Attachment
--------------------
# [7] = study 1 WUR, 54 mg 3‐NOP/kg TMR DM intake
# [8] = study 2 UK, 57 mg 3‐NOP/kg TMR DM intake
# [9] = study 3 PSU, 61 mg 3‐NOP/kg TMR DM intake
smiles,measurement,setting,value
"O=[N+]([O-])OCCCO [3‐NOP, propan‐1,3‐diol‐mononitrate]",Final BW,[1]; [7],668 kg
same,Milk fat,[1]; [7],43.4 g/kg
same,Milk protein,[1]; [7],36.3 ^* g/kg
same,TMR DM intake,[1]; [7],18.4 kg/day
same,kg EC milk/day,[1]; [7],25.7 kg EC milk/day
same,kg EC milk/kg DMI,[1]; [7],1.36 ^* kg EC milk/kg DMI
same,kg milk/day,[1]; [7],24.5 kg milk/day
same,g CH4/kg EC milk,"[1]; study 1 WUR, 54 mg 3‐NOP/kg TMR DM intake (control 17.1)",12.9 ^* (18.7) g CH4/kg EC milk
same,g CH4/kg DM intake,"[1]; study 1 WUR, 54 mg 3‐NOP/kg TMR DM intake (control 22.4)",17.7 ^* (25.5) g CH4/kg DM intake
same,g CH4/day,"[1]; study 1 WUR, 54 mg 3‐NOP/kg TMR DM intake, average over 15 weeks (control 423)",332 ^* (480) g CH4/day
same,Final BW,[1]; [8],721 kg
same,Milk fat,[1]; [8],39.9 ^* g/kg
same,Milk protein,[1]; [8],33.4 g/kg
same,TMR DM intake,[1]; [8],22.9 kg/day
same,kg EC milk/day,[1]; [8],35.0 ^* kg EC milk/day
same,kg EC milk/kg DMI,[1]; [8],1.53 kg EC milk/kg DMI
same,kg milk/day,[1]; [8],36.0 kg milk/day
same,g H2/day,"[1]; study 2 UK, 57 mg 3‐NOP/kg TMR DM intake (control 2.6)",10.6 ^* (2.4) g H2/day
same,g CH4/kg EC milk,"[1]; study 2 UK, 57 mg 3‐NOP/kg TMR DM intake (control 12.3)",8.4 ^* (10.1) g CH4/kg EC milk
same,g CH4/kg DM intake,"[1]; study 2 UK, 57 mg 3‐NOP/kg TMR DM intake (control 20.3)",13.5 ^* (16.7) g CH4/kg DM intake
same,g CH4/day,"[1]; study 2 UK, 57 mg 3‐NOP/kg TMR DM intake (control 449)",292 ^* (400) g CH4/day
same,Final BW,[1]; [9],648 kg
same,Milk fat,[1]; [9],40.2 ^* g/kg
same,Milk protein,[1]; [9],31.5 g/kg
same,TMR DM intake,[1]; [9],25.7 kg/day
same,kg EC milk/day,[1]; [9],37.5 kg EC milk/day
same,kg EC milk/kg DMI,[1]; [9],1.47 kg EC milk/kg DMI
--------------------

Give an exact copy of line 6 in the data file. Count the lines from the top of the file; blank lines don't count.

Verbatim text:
same,Milk fat,[1]; [7],43.4 g/kg